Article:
In this episode, we are talking about her most recent book, Sisters and Rebels: A Struggle for the Soul of America (W.W. Norton, 2019), which tells the story of three sisters, women from the slave-holding Lumpkin family of Georgia. Each woman represents a way that Southern women, and most white people, engaged with history in the twentieth century. Elizabeth became a proud conservative partisan who traveled the post-Reconstruction South giving speeches memorializing the Lost Cause; Grace became a writer, a Greenwich Village bohemian, and a Communist fellow traveler; and Katherine, the youngest, devoted her life to liberal causes and scholarship that exposed the propaganda that kept Black southerners in bondage long after slavery.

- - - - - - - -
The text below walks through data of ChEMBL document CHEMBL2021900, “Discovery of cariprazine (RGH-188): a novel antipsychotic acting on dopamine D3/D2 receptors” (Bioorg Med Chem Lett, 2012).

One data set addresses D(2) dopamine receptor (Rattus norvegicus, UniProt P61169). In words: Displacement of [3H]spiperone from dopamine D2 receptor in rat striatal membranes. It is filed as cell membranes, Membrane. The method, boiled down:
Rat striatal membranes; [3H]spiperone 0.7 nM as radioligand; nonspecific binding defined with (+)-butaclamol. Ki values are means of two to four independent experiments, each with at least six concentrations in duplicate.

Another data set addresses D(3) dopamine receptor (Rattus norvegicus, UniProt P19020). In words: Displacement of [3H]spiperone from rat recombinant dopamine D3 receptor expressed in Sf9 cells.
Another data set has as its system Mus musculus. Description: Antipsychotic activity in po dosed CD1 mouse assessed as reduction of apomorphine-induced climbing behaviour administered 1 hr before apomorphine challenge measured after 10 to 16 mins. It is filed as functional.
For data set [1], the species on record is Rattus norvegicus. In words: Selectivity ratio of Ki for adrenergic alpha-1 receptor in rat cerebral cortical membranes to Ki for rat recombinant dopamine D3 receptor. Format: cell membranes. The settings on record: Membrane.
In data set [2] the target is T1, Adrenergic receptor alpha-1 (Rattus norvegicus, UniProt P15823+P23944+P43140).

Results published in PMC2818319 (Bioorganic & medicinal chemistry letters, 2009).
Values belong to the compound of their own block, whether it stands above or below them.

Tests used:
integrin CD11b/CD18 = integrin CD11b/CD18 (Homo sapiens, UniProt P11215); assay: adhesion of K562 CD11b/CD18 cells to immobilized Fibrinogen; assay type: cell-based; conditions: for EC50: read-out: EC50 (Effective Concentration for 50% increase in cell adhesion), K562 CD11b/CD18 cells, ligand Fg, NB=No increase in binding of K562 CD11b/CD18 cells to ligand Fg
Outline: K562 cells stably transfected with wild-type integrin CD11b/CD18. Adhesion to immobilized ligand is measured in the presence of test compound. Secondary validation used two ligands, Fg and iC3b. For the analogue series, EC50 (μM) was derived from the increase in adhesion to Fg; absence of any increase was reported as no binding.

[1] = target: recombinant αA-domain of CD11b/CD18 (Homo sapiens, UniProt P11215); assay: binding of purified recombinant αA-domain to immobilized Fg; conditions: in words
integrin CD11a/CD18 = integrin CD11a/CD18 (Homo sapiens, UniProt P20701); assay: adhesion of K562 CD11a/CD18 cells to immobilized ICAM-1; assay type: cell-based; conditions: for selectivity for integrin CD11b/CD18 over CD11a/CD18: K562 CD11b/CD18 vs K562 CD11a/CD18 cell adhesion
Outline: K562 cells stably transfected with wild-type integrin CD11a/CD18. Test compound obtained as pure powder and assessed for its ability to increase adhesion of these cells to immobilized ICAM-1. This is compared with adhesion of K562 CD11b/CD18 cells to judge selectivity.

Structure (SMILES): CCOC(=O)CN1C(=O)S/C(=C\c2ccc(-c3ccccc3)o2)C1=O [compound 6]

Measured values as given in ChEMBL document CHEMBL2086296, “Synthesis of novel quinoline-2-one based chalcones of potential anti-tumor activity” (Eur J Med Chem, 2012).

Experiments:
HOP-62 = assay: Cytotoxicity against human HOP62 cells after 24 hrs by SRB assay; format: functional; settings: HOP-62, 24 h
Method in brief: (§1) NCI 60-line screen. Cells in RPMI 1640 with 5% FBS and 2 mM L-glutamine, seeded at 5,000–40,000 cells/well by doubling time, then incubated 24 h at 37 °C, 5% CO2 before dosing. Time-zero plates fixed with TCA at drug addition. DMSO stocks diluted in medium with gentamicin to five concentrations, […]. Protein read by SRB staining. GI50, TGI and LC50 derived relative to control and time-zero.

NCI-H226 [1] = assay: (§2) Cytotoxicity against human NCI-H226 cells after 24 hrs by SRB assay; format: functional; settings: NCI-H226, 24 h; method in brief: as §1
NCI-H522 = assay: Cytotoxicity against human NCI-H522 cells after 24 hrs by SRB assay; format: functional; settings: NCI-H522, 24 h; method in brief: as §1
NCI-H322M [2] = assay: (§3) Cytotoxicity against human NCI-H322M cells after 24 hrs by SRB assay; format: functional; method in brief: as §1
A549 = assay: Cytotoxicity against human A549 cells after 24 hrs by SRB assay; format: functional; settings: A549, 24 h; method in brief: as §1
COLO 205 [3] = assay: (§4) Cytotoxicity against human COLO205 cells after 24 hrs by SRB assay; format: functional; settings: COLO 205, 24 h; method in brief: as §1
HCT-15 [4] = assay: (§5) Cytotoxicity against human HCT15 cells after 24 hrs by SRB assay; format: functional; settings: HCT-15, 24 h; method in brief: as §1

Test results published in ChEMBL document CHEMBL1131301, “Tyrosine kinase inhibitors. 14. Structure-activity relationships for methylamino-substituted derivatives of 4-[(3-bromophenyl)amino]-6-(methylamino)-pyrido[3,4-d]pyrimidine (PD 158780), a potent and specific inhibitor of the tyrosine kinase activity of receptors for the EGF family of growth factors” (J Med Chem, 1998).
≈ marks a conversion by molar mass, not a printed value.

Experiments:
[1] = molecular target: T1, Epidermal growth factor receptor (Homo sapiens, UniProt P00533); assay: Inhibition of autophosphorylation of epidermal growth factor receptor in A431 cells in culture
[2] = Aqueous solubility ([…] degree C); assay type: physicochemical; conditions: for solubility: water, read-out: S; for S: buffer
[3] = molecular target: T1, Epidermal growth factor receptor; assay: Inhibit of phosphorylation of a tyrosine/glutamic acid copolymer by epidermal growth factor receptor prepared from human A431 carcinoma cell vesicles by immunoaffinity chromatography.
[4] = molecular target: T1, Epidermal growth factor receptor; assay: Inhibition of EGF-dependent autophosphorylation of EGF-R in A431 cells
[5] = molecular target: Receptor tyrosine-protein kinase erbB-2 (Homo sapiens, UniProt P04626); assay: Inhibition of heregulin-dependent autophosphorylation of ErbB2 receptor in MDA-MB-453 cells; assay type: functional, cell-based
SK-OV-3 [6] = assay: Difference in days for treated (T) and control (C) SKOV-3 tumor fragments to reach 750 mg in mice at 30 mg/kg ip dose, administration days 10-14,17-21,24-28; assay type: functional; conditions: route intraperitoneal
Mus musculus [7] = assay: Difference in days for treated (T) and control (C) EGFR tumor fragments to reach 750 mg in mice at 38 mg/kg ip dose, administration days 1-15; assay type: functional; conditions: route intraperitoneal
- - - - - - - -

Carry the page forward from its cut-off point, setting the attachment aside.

You can listen to this podcast by downloading from this newsletter, or you can subscribe for free on Apple iTunes, Spotify, or Soundcloud. You can also find Tiya Miles at her Substack, Carrying Capacity.
If you enjoyed this episode, try:
Episode 8: First, Pick the Right Wife: A conversation with historian Robin Morris, author of "From Goldwater Girls to Reagan Women: Gender, Georgia, and the Growth of the New Right."
Episode 14, The Past Is Never Dead: A conversation with historians Kevin Kruse and Julian Zelizer about their new, best-selling essay collection, "Myth America: Historians Take on the Biggest Legends and Lies About Our Past."
Episode 16, The Sunlit Path of Racial Justice: A conversation with historian Matthew Pratt Guterl about his new book, "Skinfolk: A Memoir."